“The Biggest Fool Theory”: Bill Gates Takes Away NFTs

The billionaire and philanthropist assured that he had “nothing to do” with NFTs, these unique virtual images exchanged at a price of gold, but whose usefulness is increasingly disputed.

Of course, digital images of monkeys will greatly improve the state of the world. sarcastically launched onto the TechCrunch stage on June 15, 2022, Bill Gates, known for his sharp analytics, was asked about NFTs (non-fungible tokens), these unique virtual objects exchanged with cryptocurrencies at a price of gold. .

According to him, these NFTs would only be a ” asset class that exists on the principle of the greatest fool theory “, which means ” someone will pay more money [pour cet actif] that I spent to acquire it. † I have nothing to do with it concluded Bill Gates.

The greatest fool, or the greatest fool theory, is not a scientifically constructed concept, but it is a prescription that is increasingly popping up in the economic and financial spheres in the era of cryptocurrency. This idea is that a buyer would be willing to buy an asset for an amount greater than its true value because he believes he can resell it for even more money to someone who is persuaded to buy it for more. to sell. †

Bill Gates Protests Speculation Around NFTs

For anyone familiar with the mechanics of the stock market, it’s hard not to underline the irony of such a statement, as this theory could hold true for a great many stock market actors, in the current neoliberal system that rules the Western world. Many investors, who might be called “short-term investors,” buy stocks only to get a higher resale value. Some even bet on falling stocks to get rich, without developing any interest in the intrinsic value of the asset in question.

However, there is a difference between speculating on real estate or companies and speculating on NFTs. This is the one Bill Gates mentions: I’m more used to companies that make things or products. Like farms for example! he simplified, to explain the concrete absence of any intrinsic value in virtual images.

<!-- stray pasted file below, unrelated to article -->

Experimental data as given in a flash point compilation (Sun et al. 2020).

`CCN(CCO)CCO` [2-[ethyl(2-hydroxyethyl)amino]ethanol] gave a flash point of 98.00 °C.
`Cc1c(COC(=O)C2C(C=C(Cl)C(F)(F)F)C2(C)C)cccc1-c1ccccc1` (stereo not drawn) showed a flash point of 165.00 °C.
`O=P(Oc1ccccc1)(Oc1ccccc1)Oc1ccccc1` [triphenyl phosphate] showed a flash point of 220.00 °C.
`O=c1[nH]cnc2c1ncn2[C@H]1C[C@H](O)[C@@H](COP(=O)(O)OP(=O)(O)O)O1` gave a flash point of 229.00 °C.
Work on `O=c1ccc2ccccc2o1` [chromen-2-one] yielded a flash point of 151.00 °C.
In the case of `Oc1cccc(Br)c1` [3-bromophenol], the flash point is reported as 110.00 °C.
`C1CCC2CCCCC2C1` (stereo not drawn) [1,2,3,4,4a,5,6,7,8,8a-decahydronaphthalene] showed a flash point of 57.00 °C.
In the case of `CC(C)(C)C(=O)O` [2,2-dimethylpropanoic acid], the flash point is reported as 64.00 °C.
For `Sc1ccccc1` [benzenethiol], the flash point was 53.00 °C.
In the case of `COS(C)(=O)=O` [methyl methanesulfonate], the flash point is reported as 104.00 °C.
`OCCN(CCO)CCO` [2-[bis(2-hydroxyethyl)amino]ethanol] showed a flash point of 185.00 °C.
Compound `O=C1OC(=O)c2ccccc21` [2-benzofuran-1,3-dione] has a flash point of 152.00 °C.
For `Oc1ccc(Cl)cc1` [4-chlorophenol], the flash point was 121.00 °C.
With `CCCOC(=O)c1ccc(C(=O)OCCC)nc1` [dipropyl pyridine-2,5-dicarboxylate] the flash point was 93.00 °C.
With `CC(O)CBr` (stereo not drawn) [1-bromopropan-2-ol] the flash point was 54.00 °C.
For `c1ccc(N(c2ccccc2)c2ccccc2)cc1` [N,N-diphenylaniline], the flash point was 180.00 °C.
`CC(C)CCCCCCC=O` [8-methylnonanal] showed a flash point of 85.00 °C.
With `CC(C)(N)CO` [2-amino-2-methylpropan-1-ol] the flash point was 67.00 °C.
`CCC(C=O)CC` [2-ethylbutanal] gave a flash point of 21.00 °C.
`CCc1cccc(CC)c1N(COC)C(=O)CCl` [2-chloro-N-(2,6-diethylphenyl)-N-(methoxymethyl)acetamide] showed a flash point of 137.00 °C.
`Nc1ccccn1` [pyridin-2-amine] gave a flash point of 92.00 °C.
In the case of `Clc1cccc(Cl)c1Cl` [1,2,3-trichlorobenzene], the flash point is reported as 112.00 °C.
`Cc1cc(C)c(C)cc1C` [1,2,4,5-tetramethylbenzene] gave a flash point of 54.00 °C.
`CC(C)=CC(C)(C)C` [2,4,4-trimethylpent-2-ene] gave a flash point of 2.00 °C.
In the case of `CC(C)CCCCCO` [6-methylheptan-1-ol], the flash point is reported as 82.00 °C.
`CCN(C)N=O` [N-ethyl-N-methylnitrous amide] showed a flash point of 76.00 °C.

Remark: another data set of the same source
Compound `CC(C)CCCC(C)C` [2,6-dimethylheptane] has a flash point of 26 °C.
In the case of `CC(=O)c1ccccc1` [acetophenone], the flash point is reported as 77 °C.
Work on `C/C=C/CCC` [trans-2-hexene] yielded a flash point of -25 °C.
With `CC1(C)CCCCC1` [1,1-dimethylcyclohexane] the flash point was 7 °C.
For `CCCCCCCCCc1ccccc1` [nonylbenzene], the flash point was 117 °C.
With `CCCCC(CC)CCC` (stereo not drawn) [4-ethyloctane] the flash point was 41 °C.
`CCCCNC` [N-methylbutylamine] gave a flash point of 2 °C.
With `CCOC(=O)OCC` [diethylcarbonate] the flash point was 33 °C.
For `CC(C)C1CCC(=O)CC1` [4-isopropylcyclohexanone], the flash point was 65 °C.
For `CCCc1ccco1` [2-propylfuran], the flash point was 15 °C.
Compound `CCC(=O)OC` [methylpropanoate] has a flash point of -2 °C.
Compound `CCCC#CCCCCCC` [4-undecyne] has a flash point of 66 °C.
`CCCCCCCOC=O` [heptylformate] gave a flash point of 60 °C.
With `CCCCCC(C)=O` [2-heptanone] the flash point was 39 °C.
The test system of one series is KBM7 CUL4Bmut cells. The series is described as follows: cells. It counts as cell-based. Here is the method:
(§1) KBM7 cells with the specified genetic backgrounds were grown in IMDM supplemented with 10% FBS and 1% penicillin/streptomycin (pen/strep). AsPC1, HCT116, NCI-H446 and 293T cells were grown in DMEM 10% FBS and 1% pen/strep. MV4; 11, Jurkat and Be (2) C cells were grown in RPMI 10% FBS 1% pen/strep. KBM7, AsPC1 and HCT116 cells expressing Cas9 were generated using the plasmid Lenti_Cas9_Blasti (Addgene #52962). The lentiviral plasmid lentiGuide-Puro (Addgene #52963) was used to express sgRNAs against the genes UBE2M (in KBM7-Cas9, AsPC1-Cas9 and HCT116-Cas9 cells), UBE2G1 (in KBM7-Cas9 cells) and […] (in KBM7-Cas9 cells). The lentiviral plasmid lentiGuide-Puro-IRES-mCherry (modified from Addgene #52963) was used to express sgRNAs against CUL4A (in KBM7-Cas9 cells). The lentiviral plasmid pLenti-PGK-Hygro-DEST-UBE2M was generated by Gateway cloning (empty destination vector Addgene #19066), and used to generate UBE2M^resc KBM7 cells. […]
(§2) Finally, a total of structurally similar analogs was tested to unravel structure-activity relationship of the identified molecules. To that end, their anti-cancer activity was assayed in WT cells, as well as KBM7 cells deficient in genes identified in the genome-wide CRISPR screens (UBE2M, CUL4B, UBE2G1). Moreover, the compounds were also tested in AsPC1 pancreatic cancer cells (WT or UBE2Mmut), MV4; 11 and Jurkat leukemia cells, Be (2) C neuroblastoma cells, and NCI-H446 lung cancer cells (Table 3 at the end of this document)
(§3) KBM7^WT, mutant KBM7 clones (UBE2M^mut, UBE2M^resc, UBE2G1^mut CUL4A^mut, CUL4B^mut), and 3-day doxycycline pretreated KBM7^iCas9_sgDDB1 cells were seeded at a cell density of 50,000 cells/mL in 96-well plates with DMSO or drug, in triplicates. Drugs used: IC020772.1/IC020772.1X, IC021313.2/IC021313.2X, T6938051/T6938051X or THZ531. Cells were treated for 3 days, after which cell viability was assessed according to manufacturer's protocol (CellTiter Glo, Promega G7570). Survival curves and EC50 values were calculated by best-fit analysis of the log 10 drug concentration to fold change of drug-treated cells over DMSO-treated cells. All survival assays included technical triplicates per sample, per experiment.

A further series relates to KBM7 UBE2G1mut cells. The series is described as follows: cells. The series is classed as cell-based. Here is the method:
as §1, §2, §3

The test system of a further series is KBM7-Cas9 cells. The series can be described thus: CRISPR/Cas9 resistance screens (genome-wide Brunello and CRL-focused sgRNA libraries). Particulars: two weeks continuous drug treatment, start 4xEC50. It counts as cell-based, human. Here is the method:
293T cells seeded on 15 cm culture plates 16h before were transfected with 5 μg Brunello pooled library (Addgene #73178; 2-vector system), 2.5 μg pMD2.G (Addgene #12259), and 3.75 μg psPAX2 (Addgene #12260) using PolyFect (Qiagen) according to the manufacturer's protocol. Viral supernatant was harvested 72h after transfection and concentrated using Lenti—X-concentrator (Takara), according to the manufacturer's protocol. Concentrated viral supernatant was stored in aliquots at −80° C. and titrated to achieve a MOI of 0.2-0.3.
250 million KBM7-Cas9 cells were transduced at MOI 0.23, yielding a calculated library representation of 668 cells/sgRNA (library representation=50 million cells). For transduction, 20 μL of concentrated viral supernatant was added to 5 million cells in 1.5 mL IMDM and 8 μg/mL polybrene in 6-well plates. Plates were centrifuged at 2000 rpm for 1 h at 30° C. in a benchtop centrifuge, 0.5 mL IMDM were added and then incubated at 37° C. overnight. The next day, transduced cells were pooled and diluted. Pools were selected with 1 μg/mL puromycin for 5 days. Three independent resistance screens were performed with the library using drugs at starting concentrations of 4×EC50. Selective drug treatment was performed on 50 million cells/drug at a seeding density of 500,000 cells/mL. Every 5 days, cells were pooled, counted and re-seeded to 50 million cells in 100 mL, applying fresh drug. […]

An NFT is a visual that is considered unique: it is an image with a virtual seal of authenticity. This “seal” is a series of numbers corresponding to its registration in the blockchain, a virtual public register maintained in a decentralized manner by millions of computers.

The “Bored Apes Yacht Club” NFTs for sale on OpenSea //Source: OpenSea

The (temporary?) end of the crypto recess

The “greatest fool” theory has been used for several years to talk about the phenomenal rise in value of bitcoin, the most popular cryptocurrency whose price rose first in 2017 and then again in 2021. While some may deny the intrinsic qualities of this crypto- asset pricing (based on a decentralized protocol that allows for transactions that are both anonymous and public), most bitcoin investors have seen it primarily as a way to get rich given its price rise. By buying cryptos, they pulled their virtual value higher and higher.

After months of dramatic gains, 2022 has heralded the end of playtime: the crypto market is a bear market (a sharp and lasting decline), and bitcoin’s fall is likely to continue for a while. However, some believers see it as a positive sign: a sort of “purge” of short-term investors who were only there to get rich quick, leaving only bitcoin owners who truly believe in the technology and its potential.

On the NFT side, the debacle is less clear at the moment, even as certain signals are starting to emerge. For example, the entrepreneur who bought the NFT from the first tweet for $2.9 million tried to resell it less than a year later, for 15 times the price, but the bids flopped. Even if it’s too early to say that this is the end of NFTs, these virtual objects are only understood and praised by limited communities with different motivations. Opposite them are many skeptics, including Bill Gates, who has criticized both the speculative ecosystem and the disproportionate environmental impact of mining cryptocurrencies needed to exchange NFTs.

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